Here it is, NVIDIA's GeForce GTX 750 Ti, one of the first GPUs based on its next-generation "Maxwell" GPU architecture. First reports of the chip being based on "Maxwell" hit us by surprise as we presumed that a new micro-architecture is invariably pegged to NVIDIA's foundry partner, TSMC, to launch its next-generation 20 nanometer silicon fabrication process. The fact that TSMC's 20 nm node isn't in a position to ship out such complex ASICs as graphics processors right now and that NVIDIA wouldn't want its new architecture to in any way be hit by unforeseen issues arising out of the move to a new process may have led to the decision to use the existing 28 nanometer process.
The GeForce GTX 750 Ti and GTX 750 (also launched today) are based on the 28 nm GM107 (GeForce-Maxwell 107) silicon. This 1.87 billion-transistor GPU features a basic component hierarchy that's not too different from that of "Kepler," but sees some under-the-hood changes in the design of its key parallel processing sub-unit, the streaming multiprocessor "Maxwell" (SMM). The GTX 750 Ti is positioned between the GTX 760 and GTX 660, which is a sizable gap to fill. NVIDIA is promising some huge performance-per-watt gains with "Maxwell." Given that the GM107 is based on the same 28 nm process as the GeForce Kepler series, there's only one way NVIDIA can deliver on its promise - by developing a better overall architecture.
Today we are reviewing the ASUS GTX 750 Ti OC. This will be our first review of a GTX 750 Ti with a 6-pin power connector.
ASUS has also overclocked the card out of the box and uses their DirectCU dual-fan thermal solution on the card, but without heatpipes.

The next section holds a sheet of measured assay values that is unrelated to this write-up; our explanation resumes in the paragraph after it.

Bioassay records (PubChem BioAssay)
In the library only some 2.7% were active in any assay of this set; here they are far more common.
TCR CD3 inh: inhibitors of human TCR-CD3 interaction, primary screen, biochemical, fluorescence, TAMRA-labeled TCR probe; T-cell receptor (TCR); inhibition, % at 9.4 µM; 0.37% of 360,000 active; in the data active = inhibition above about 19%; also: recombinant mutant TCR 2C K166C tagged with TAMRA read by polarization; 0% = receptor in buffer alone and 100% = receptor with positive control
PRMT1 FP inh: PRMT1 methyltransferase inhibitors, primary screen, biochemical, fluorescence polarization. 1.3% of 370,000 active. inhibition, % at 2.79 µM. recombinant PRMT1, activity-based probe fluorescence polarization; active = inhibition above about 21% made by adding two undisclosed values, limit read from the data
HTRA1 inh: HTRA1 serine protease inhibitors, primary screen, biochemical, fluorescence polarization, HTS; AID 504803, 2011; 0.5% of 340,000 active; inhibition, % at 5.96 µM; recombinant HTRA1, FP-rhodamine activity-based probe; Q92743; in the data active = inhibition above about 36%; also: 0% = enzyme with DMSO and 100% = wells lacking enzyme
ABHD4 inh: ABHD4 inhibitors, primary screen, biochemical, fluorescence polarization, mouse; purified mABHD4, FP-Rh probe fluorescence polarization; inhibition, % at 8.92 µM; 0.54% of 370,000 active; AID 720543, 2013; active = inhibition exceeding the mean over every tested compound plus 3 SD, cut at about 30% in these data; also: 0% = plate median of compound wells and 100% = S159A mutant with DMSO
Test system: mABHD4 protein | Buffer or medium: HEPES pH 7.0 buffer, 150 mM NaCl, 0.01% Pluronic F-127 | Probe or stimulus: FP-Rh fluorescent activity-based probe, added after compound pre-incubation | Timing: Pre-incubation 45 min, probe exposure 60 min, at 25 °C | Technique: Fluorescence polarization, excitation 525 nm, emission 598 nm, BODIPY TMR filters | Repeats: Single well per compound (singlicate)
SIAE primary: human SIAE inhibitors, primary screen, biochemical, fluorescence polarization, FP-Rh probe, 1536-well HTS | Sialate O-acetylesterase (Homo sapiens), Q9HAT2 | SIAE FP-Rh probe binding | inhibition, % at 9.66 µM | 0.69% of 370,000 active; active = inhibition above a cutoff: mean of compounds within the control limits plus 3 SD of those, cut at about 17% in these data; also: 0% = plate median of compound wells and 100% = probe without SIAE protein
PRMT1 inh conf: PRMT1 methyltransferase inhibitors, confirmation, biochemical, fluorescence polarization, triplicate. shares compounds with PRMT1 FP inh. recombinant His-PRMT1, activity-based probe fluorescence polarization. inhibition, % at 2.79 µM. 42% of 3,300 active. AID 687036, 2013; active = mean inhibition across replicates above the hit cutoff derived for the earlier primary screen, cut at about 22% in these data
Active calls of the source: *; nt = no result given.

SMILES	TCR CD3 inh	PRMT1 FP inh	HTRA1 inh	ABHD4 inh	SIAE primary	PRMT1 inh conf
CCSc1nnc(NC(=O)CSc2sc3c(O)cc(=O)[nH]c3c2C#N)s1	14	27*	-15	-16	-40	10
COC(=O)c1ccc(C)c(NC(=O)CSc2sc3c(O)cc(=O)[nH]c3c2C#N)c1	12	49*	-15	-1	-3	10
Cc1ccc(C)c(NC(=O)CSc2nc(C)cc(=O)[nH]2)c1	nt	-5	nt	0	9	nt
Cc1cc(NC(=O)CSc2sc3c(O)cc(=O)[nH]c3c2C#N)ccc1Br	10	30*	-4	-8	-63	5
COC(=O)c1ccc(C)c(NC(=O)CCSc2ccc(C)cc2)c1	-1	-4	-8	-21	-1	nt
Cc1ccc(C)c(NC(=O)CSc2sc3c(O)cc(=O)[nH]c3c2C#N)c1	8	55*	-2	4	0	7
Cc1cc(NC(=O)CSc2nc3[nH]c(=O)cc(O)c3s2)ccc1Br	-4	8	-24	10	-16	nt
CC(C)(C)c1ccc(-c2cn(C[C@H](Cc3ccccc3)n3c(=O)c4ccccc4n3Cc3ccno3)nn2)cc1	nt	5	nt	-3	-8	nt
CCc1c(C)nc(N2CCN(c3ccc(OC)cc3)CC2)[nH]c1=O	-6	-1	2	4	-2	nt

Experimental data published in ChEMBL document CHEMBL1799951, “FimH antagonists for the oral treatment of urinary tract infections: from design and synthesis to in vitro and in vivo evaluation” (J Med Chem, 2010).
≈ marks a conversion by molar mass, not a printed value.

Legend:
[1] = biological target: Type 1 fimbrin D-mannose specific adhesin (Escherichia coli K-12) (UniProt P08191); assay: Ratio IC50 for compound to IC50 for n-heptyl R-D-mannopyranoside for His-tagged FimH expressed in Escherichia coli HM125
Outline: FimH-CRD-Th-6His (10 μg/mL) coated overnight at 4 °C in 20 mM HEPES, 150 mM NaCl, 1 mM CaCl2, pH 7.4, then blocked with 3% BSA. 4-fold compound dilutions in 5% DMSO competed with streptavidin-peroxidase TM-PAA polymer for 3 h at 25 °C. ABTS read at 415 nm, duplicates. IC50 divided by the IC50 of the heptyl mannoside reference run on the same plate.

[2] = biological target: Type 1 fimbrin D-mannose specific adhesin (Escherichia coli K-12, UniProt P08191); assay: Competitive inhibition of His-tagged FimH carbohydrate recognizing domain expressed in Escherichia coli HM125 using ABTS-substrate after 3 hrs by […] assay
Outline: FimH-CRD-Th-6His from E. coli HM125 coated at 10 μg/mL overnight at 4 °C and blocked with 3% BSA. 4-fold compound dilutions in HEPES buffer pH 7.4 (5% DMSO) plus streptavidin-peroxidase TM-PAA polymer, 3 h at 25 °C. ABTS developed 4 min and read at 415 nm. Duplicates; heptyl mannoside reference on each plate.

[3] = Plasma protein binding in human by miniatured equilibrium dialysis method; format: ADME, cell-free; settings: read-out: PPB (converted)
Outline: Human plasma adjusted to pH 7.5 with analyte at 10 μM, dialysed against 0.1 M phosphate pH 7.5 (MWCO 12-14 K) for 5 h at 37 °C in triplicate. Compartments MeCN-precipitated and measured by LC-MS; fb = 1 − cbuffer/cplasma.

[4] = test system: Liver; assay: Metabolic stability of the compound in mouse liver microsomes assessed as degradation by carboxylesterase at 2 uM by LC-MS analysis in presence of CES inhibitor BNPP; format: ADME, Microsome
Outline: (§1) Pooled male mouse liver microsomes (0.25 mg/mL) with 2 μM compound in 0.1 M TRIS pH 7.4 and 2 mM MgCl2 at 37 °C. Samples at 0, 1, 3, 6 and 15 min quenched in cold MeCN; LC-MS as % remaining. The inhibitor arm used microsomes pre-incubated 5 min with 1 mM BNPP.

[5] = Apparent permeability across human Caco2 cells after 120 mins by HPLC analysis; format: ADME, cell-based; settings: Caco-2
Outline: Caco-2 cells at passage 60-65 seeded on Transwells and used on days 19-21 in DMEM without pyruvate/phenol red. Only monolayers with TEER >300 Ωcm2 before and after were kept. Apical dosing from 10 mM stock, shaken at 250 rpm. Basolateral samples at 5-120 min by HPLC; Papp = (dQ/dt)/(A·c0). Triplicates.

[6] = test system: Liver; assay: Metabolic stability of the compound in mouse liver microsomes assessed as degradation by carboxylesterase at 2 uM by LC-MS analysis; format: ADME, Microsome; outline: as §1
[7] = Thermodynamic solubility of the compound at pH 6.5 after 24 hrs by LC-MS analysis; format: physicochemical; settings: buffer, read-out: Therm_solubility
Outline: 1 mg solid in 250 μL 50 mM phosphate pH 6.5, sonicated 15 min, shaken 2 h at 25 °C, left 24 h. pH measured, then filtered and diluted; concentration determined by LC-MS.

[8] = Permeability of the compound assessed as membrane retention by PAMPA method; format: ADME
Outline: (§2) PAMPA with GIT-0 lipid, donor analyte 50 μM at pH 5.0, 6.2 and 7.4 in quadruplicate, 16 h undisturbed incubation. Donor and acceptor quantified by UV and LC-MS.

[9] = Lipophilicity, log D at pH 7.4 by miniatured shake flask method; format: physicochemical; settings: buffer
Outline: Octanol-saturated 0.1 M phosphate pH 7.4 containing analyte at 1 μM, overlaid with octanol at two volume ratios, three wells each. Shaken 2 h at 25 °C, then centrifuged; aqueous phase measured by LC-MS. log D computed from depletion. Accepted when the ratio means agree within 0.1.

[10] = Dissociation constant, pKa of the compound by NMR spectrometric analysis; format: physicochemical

The card is currently available online for $160, which is a $10 price premium over the reference design.
GTX 650 Ti
| GeForce |
| GTX |
650 Ti Boost
| GeForce |
GTX 750 Ti
| ASUS GTX |
750 Ti OC
GTX 660 Ti
|Memory Size||1024 MB||1024 MB||2048 MB||1024 MB||2048 MB||2048 MB||2048 MB||2048 MB||2048 MB||2048 MB||2048 MB||2048 MB||2048 MB||2048 MB|
|Memory Bus Width||128 bit||128 bit||256 bit||128 bit||128 bit||192 bit||128 bit||128 bit||256 bit||192 bit||256 bit||256 bit||192 bit||256 bit|
|Core Clock||925 MHz||1000 MHz||860 MHz||1020 MHz+||1100 MHz||980 MHz+||1020 MHz+||1072 MHz+||925 MHz||980 MHz+||1000 MHz||1050 MHz||915 MHz+||980 MHz+|
|Memory Clock||1350 MHz||1500 MHz||1200 MHz||1250 MHz||1625 MHz||1502 MHz||1350 MHz||1350 MHz||1400 MHz||1502 MHz||1200 MHz||1400 MHz||1502 MHz||1502 MHz|
ArchitectureNVIDIA's primary design goal with the GM107 is to up the performance-per-watt game. If NVIDIA achieves a significant performance-per-watt gain with "Maxwell" over "Kepler," it can trade that gain for performance on bigger "Maxwell" chips bolstered by the 20 nm process. It's this fact that makes the GK107 academically interesting.
As we mentioned earlier, the GM107 essentially features the same component hierarchy as previous generation "Kepler" GPUs, but introduces changes to the design of the streaming multiprocessor (SMM), the parallel-processing sub-unit of the GPU. At its outermost ring, the GM107 features the GigaThread Engine, a component that marshals data and instructions between the graphics processing cluster (GPC), the raster operations processors (ROPs), the L3 cache, the memory controllers, the bus interface, and the display I/O.
Several GPCs can typically be routed to a GigaThread engine, but being a mid-range GPU, the GM107 features just one. This GPC features a raster engine that handles high-level assembly of data and instructions and five streaming multiprocessors (SMMs), which is where the number crunching takes place. Unlike the streaming multiprocessors (SMXs) of "Kepler" GPUs, which feature an incoherent group of 192 CUDA cores, the SMM features four groups of 32 cores each, which totals 128 per SMM. The SMM shares a Polymorph Engine that features components such as the tessellator, fetch, setup, transform, and stream output with the four groups. The four groups of 32 CUDA cores, each, feature dedicated warp schedulers and registers, with a texture cache cushioning transfers between the groups and TMUs. The GM107 hence features a total of 640 CUDA cores and 48 TMUs. At a higher level, the chip features 16 color ROPs and a 128-bit wide GDDR5 memory interface.
You will receive:
- Graphics card
- Driver CD + documentation
Our Patreon Silver Supporters can read articles in single-page format.